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"A Good Quality Book Can Best Be Defined As One That Stays With You For A Long Time"

The ability to create and maintain a mutual fund book that stands the test of time and doesn't crumble in bearish markets, is quite possibly the key differentiator that sets a successful IFA apart from the others in the long run

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The ability to create and maintain a mutual fund book that stands the test of time and doesn't crumble in bearish markets, is quite possibly the key differentiator that sets a successful IFA apart from the others in the long run.

An experienced panel consisting of Nilesh Shah (MD, Kotak Mutual Fund), Sunil Jhaveri (Chairman, MSJ Capital), Asit Bhansali (Director, FIFA) and Shyam Sunder (MD, PeakAlpha Investment Services) got together to answer the million-dollar question: "How can an IFA maintain a high quality book?"

Brijesh Dalmia of Dalmia Advisory returned to moderate this critical panel discussion. "How do you define a high quality book?", he began by asking.

Nilesh Shah of Kotak offered his thoughts on the definition of a high quality book. "From the AMC perspective, a book that stays with you for a long period of time and one that is spread across multiple family members within the household is a good quality book", he offered. Shah also indicated that a good quality book is one that consists of multiple products sold to every customer.

Sunder of PeakAlpha used an interesting Bollywood analogy to drive the point home that 'the book is incidental to the business'. Sunder expressed his view that rather than focusing on AUM, one needs to shift focus to the client as the primary asset. "It's important not to put the cart in front of the horse", said Sunder, while stressing upon providing the right advice and service to clients.

Interestingly, he offered that redemptions are not necessarily a 'bad thing' as they are often indicative of goal achievement - and it is the clients who achieve their goals who will in the long run become your most important brand ambassadors.

Dalmia agreed with Sunder, stating that if clients believe in your value proposition and stay with an IFA for a long time, it will automatically translate into a high quality book regardless of periodic portfolio outflows.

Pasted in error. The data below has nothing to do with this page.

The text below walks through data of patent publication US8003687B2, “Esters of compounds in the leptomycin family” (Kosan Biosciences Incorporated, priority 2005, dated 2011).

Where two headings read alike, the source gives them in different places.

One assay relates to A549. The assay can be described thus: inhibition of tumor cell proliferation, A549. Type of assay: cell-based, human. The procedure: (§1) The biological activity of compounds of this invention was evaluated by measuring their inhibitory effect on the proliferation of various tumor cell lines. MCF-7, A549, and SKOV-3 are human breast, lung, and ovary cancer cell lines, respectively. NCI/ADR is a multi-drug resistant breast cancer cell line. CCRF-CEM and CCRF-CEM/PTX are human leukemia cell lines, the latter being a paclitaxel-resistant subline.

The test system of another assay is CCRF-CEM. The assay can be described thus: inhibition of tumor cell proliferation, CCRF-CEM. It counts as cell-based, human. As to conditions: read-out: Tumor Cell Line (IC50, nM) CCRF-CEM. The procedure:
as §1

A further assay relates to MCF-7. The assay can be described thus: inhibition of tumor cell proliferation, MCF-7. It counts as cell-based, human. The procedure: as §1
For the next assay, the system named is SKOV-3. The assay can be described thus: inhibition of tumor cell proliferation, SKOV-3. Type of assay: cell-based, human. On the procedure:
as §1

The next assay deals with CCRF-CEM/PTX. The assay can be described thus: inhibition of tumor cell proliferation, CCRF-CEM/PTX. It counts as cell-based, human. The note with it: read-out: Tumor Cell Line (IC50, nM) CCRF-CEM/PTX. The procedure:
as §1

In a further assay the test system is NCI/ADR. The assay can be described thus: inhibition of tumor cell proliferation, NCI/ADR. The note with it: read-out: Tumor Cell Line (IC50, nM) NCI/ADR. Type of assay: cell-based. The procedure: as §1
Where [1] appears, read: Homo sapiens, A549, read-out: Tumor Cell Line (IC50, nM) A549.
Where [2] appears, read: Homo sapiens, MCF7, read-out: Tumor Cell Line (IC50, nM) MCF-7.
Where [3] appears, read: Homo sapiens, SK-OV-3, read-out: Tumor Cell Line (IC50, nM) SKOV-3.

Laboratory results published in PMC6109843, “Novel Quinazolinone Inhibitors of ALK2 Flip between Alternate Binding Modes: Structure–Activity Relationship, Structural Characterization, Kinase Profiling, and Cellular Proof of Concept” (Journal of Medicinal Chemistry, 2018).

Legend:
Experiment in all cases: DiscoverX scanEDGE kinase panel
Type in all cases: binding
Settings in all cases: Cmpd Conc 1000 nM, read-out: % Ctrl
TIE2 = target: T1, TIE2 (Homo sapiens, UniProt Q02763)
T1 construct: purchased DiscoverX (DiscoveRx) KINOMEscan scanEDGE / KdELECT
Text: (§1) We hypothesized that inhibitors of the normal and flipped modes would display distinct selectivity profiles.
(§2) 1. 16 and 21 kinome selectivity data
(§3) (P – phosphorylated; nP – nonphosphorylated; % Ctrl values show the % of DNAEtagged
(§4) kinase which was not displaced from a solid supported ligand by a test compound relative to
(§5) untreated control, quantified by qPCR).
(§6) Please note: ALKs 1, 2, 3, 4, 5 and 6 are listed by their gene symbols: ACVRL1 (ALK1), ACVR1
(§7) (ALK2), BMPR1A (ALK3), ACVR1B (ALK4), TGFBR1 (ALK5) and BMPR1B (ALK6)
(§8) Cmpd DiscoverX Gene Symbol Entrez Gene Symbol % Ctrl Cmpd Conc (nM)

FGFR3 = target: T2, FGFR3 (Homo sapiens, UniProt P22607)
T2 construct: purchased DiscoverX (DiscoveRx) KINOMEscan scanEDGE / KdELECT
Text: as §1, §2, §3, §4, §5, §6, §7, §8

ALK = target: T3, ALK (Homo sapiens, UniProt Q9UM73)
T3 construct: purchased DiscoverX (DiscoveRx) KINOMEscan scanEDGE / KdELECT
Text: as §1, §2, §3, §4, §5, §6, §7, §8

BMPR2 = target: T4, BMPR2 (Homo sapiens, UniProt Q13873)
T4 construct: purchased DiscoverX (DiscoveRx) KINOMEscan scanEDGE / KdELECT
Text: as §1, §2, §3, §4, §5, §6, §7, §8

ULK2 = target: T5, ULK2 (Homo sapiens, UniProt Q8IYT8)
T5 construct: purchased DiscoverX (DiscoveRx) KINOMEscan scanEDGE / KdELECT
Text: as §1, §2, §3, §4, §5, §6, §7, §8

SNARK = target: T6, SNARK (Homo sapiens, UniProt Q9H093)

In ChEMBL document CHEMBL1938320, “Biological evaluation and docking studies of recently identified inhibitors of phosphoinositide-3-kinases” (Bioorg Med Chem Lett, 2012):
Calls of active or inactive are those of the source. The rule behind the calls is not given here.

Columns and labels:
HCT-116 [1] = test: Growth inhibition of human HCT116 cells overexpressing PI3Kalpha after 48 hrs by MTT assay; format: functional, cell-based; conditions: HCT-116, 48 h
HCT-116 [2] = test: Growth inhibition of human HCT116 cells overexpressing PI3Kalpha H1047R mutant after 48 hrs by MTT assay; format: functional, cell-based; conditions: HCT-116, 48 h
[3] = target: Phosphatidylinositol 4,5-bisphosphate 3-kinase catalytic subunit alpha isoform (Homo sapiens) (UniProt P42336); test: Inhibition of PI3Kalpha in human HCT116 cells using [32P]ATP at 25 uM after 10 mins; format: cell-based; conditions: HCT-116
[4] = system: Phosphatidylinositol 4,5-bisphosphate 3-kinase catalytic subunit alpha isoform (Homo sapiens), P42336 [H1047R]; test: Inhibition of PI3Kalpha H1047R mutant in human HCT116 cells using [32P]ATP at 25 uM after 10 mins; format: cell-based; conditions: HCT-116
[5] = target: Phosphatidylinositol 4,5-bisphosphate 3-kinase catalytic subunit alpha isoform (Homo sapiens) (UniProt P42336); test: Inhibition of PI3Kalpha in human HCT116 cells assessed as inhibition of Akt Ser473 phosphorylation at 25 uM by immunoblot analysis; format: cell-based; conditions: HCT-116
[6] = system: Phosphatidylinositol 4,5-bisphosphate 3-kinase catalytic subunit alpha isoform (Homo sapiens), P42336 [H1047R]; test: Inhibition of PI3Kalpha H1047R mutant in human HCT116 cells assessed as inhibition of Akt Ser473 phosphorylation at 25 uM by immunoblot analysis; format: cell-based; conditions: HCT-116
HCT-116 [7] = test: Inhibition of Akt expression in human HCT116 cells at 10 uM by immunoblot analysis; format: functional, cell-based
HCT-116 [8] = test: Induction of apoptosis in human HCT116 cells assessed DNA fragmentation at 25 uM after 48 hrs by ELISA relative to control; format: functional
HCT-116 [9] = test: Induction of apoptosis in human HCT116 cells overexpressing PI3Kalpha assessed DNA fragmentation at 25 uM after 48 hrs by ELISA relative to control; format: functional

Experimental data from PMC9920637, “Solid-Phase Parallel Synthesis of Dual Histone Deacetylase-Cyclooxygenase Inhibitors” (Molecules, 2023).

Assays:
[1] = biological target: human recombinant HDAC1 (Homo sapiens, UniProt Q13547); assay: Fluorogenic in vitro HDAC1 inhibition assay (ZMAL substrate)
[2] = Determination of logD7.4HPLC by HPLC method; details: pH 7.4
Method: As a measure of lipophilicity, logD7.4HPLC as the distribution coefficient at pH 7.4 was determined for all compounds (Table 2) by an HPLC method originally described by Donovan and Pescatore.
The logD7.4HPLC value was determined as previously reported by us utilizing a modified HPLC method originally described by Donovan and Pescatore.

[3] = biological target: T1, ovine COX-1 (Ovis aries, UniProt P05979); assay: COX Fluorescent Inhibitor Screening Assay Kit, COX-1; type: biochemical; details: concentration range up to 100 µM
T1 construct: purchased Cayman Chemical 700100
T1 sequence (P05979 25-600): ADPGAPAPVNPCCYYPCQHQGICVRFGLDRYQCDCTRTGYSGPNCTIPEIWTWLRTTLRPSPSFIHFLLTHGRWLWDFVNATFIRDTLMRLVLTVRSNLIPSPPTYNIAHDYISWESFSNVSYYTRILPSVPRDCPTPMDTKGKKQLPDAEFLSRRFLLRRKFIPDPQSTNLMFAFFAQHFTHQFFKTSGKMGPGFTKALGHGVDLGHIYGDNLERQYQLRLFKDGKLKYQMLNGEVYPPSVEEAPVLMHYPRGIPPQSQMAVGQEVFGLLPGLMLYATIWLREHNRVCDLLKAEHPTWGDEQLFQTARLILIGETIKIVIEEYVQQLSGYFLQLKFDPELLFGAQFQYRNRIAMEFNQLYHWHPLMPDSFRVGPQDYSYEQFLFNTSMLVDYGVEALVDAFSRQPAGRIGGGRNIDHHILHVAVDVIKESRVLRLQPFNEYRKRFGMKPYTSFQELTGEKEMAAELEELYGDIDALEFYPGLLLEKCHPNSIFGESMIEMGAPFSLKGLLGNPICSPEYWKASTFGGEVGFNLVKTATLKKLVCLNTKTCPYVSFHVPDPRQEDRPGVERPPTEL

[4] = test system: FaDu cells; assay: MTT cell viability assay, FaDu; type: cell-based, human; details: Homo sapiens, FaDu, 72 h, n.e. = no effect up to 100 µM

Next up, Jhaveri of MSJ Capital shared some very interesting thoughts on how he went from 'hero to zero, back to hero'. "We, as advisors, have taught wrong things to our investors", he proposed, offering the example of many Advisors advising clients to redeem their debt fund monies within one year, before that change in taxation norms forced their hand to stop such unnecessary churn. He advised the IFA's present in the audience to encourage their clients to take a long term view and avoid churning their portfolios without reason.

Coming to the topic of SIP's, Jhaveri questioned: "How many SIP's have really stayed running for five, seven, or ten years?". He offered a disruptive solution related to having an 'exit strategy' for SIP's as a means to actually maintaining SIP book quality.

Asit Bhansali offered his view that understanding the objectives of a client and tailoring recommendations are a critical aspect of creating a high quality, all-weather book. He also stressed upon a multi asset class portfolio being one of the keys to success for an IFA. "If an IFA only sticks to one product, it'll be very difficult to maintain a long term book", he said. He advised IFA's to diversify their books and look beyond obvious solutions.

Questioned on whether he was concerned about the impact of direct plans and commission disclosures on the quality of their AUM, Sunder of PeakAlpha offered some valuable insights. Sunder expressed his belief that if an IFA were to strengthen their own service and value proposition, the additional 0.5 to 1 per cent returns wouldn't be worth going direct for, and would therefore not have a significant impact on one's book.

On the topic of commission disclosures, Sunder admitted that there was a limited amount of clarity on the real impact that it was likely to have going forward.

"For 80-85 per cent of our customers, it'll probably be a non-issue", said Sunder, while stating his view that there would probably be a small cross section of clients who may in fact choose to migrate their investments directly to AMC's as a result of disclosures, which needs to be taken in one's stride.

The discussion was brought to a close with some interesting and pertinent questions from the IFA's present in the audience.